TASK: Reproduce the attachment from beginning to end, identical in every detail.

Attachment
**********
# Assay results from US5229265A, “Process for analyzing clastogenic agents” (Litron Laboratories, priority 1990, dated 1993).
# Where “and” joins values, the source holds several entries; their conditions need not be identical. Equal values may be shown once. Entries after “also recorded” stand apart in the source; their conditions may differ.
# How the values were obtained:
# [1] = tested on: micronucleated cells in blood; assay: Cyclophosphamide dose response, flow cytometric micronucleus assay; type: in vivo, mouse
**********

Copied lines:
# Assay results from US5229265A, “Process for analyzing clastogenic agents” (Litron Laboratories, priority 1990, dated 1993).
# Where “and” joins values, the source holds several entries; their conditions need not be identical. Equal values may be shown once. Entries after “also recorded” stand apart in the source; their conditions may differ.
# How the values were obtained:
# [1] = tested on: micronucleated cells in blood; assay: Cyclophosphamide dose response, flow cytometric micronucleus assay; type: in vivo, mouse